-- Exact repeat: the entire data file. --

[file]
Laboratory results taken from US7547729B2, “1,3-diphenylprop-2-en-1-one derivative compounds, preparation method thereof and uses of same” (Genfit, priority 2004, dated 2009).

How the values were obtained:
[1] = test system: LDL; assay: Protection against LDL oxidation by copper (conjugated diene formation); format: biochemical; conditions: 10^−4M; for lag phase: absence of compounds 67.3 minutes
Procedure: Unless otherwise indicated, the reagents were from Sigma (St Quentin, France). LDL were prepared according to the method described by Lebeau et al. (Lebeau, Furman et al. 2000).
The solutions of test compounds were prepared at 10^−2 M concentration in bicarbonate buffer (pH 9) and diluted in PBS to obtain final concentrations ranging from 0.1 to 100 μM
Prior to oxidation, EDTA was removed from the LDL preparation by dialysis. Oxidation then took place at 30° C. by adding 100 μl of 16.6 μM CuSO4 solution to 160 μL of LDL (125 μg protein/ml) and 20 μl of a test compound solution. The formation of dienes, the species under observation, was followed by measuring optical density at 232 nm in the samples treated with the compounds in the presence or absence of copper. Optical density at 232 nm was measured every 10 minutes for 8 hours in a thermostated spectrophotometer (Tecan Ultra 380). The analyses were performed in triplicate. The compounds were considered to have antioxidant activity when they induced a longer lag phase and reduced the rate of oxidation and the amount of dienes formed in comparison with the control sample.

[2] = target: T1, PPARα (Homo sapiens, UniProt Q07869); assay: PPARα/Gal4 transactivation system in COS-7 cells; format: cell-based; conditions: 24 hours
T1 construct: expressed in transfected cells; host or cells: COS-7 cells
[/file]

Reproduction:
Laboratory results taken from US7547729B2, “1,3-diphenylprop-2-en-1-one derivative compounds, preparation method thereof and uses of same” (Genfit, priority 2004, dated 2009).

How the values were obtained:
[1] = test system: LDL; assay: Protection against LDL oxidation by copper (conjugated diene formation); format: biochemical; conditions: 10^−4M; for lag phase: absence of compounds 67.3 minutes
Procedure: Unless otherwise indicated, the reagents were from Sigma (St Quentin, France). LDL were prepared according to the method described by Lebeau et al. (Lebeau, Furman et al. 2000).
The solutions of test compounds were prepared at 10^−2 M concentration in bicarbonate buffer (pH 9) and diluted in PBS to obtain final concentrations ranging from 0.1 to 100 μM
Prior to oxidation, EDTA was removed from the LDL preparation by dialysis. Oxidation then took place at 30° C. by adding 100 μl of 16.6 μM CuSO4 solution to 160 μL of LDL (125 μg protein/ml) and 20 μl of a test compound solution. The formation of dienes, the species under observation, was followed by measuring optical density at 232 nm in the samples treated with the compounds in the presence or absence of copper. Optical density at 232 nm was measured every 10 minutes for 8 hours in a thermostated spectrophotometer (Tecan Ultra 380). The analyses were performed in triplicate. The compounds were considered to have antioxidant activity when they induced a longer lag phase and reduced the rate of oxidation and the amount of dienes formed in comparison with the control sample.

[2] = target: T1, PPARα (Homo sapiens, UniProt Q07869); assay: PPARα/Gal4 transactivation system in COS-7 cells; format: cell-based; conditions: 24 hours
T1 construct: expressed in transfected cells; host or cells: COS-7 cells